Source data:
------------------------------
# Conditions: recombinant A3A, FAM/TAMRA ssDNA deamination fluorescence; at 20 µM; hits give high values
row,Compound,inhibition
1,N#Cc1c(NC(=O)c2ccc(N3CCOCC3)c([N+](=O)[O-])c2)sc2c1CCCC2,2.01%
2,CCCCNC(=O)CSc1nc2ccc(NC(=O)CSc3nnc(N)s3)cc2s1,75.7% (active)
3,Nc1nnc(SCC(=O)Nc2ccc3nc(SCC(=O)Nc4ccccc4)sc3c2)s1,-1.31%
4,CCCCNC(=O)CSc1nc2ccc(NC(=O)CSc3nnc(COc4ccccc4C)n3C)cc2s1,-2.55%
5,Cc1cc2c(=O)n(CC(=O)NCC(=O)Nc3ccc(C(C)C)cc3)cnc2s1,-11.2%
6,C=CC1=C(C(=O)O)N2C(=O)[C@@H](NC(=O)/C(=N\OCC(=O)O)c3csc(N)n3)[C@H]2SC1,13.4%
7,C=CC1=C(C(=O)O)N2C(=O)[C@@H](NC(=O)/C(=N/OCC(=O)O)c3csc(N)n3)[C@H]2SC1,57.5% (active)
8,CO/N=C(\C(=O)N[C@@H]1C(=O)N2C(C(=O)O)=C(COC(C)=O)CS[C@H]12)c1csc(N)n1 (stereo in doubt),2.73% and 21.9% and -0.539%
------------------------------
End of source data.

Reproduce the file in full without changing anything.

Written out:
# Conditions: recombinant A3A, FAM/TAMRA ssDNA deamination fluorescence; at 20 µM; hits give high values
row,Compound,inhibition
1,N#Cc1c(NC(=O)c2ccc(N3CCOCC3)c([N+](=O)[O-])c2)sc2c1CCCC2,2.01%
2,CCCCNC(=O)CSc1nc2ccc(NC(=O)CSc3nnc(N)s3)cc2s1,75.7% (active)
3,Nc1nnc(SCC(=O)Nc2ccc3nc(SCC(=O)Nc4ccccc4)sc3c2)s1,-1.31%
4,CCCCNC(=O)CSc1nc2ccc(NC(=O)CSc3nnc(COc4ccccc4C)n3C)cc2s1,-2.55%
5,Cc1cc2c(=O)n(CC(=O)NCC(=O)Nc3ccc(C(C)C)cc3)cnc2s1,-11.2%
6,C=CC1=C(C(=O)O)N2C(=O)[C@@H](NC(=O)/C(=N\OCC(=O)O)c3csc(N)n3)[C@H]2SC1,13.4%
7,C=CC1=C(C(=O)O)N2C(=O)[C@@H](NC(=O)/C(=N/OCC(=O)O)c3csc(N)n3)[C@H]2SC1,57.5% (active)
8,CO/N=C(\C(=O)N[C@@H]1C(=O)N2C(C(=O)O)=C(COC(C)=O)CS[C@H]12)c1csc(N)n1 (stereo in doubt),2.73% and 21.9% and -0.539%